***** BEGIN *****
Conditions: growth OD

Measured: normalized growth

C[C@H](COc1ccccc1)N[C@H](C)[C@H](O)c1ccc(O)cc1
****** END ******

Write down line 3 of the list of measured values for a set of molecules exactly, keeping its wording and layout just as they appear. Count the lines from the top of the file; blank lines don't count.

C[C@H](COc1ccccc1)N[C@H](C)[C@H](O)c1ccc(O)cc1